Connie Samaras

Photo By Adriana Yugovich

By Heidi Gjengdahl

What is your relationship to feminism? That was the question that was posed by Connie Samaras upon her arrival at the University of Michigan. This happens to be a question that I have been struggling to come up with an answer to for some time. I don't think that I can simplify it to the bumper sticker mentality that "Feminism is the radical notion that women are people too." In some ways that is a contemporary radical notion because it was in this century that women gained the right to vote, but I think there are more layers to it than that. It is not just the notion that women are people but that they have rights to fair and equal treatment and representation as people.

There seems to be a difference in the approach to feminism in the 90s versus the 70s when the women's movement was blossoming and strong. Women aren't burning their bras anymore, they are buying Wonder Bras and still calling themselves feminists. Does feminism lie in the clothes we choose to wear, or not wear? Look at the Spice Girls. They bare their flesh, wear tight-fitting clothes, and shake their booties at will. They proclaim "Grrrl Power" as their motto. Is this a marketing ploy to further uphold the stereotypes of women as objects, (Barbie with a slogan?), or is this the face of 90s feminism?  

Much of what is currently being labeled as feminist thinking has to do with the sexual power of women, giving two thumbs up to cropped baby-tees as a display of personal empowerment. Todays young women are not having the same experience as 70s feminists had. Many of the walls present before have been broken down and are taken for granted now. Perhaps there are more walls being put up that 90s feminists will have to deal with.

Although I was too young to be an active particip ant in the women's movement of the 70s, my recollection is that the labels of "woman" and "lesbian" were important to the people involved. These labels were used to proclaim and redefine an identity, and feel empowered by that identity. If Samaras is representative of what feminism in the 90s looks like, than these labels are no longer needed. For her images click here for feminist and lesbian representation.

Samaras, who considers herself a progressive feminist, would like to see the notion of gender smashed. What would the world look like if that were the case? I have always been uncomfortable with the definitions of what equals masculine and what equals feminine. That implies some innate predisposition to the color blue or pink. Or in art history it refers to the hard-edged shapes of David Smith versus the soft-edged shapes of Barbara Hepworth. I'm not all that fon d of pink and I like both squares and circles. Samaras wants to not just redefine gender but to obliterate the area inbetween the polar opposites of male/female, gay/straight. By doing this, she suggests that room is made for groups of people that have otherwise been marginalized and whose experiences have not been included in writings of history, or recognized as part of the social structure.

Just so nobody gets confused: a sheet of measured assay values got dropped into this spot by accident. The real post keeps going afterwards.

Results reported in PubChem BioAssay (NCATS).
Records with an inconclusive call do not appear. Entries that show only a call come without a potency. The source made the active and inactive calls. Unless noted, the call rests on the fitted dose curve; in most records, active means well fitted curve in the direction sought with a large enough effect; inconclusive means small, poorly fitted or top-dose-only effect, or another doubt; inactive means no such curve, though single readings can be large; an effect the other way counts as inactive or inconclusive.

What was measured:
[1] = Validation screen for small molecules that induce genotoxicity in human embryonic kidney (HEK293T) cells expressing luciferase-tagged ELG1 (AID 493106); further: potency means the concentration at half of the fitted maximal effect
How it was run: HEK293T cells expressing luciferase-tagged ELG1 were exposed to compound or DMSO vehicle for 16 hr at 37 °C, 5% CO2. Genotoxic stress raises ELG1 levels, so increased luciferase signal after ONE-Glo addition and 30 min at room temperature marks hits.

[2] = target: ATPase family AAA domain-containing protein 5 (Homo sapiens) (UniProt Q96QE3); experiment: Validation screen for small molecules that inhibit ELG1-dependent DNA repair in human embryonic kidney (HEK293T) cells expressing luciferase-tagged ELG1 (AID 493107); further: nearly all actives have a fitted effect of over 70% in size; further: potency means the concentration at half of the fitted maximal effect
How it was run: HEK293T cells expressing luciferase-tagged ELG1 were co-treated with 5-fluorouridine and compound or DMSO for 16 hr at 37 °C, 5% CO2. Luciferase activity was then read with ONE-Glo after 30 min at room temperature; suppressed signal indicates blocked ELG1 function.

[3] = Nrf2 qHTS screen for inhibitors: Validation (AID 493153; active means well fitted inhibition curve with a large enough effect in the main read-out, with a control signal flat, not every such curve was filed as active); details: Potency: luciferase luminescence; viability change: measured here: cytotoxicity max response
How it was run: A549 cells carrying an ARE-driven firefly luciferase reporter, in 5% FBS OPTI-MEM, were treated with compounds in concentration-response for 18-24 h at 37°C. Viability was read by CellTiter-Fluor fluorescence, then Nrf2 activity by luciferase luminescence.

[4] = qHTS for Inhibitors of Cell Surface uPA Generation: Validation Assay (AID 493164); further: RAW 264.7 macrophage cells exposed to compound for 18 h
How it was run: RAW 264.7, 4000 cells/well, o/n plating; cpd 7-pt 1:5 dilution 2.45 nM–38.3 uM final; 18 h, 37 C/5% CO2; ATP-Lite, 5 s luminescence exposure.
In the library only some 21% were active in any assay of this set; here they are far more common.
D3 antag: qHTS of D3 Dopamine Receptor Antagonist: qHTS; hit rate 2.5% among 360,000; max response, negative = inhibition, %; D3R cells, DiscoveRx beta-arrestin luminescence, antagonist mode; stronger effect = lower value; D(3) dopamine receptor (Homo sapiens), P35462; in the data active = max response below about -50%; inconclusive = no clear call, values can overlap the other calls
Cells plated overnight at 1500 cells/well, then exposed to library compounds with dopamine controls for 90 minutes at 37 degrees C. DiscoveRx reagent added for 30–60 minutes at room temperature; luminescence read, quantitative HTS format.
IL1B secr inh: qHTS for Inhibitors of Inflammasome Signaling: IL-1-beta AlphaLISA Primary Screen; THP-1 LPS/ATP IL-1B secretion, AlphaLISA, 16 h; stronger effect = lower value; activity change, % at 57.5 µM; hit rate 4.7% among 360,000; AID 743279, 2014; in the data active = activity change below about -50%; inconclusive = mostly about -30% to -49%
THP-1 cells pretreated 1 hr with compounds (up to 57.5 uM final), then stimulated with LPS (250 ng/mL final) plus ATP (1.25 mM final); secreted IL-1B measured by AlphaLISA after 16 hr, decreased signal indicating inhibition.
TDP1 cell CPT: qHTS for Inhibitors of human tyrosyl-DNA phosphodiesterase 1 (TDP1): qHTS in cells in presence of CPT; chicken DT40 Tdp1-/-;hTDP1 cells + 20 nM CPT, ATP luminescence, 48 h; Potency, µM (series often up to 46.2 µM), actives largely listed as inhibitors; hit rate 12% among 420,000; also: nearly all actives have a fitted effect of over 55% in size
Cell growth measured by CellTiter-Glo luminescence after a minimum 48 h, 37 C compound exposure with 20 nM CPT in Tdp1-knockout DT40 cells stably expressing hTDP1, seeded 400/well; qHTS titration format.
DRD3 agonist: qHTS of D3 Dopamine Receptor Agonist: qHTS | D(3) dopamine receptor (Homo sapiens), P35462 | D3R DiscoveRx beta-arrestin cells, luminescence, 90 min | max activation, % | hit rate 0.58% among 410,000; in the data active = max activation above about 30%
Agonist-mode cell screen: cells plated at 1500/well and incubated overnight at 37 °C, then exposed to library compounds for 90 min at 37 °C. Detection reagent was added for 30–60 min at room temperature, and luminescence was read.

In Samaras' project on correcting the information sent into space on the 1977 United States Voyager space probes, she corrects old categories and creates new catgories of earth culture that were not included in the original information. The original information was presented from a white, eurocentric male perspective and presented a narrow view of life on earth. Samaras wants to broaden and challenge that view. There is a vast human experience beyond the white, straight, middle-class male perspective that needs to be recognized and valued. It is my impression that 90s feminism has expanded to take up the fight not just for women's rights but for the rights for free expression of sexual identities as well, be it male, female, transgender, bisexual, straight, lesbian, or gay. This is echoed in Samaras' work.

What is my relationship to feminism? At times I cradle it and other times I hold it at arms length and examine what it is doing and how it fits in with my life. As the social structure continues to change, feminism will have to too. There are still women being exploited, raped, and abused in numerous ways. The work of feminists is far from over, and Samaras continues to draw new lines in the sand that challenge power structures and need to be dealt with.

Also, Samaras tells radical narratives on humans and aliens. Her work has been exhibited and published internationally and cyberspatially, and she is a co-editor of a forthcoming book and CD-ROM titled Terminals.


Photo by Adriana Yugovich

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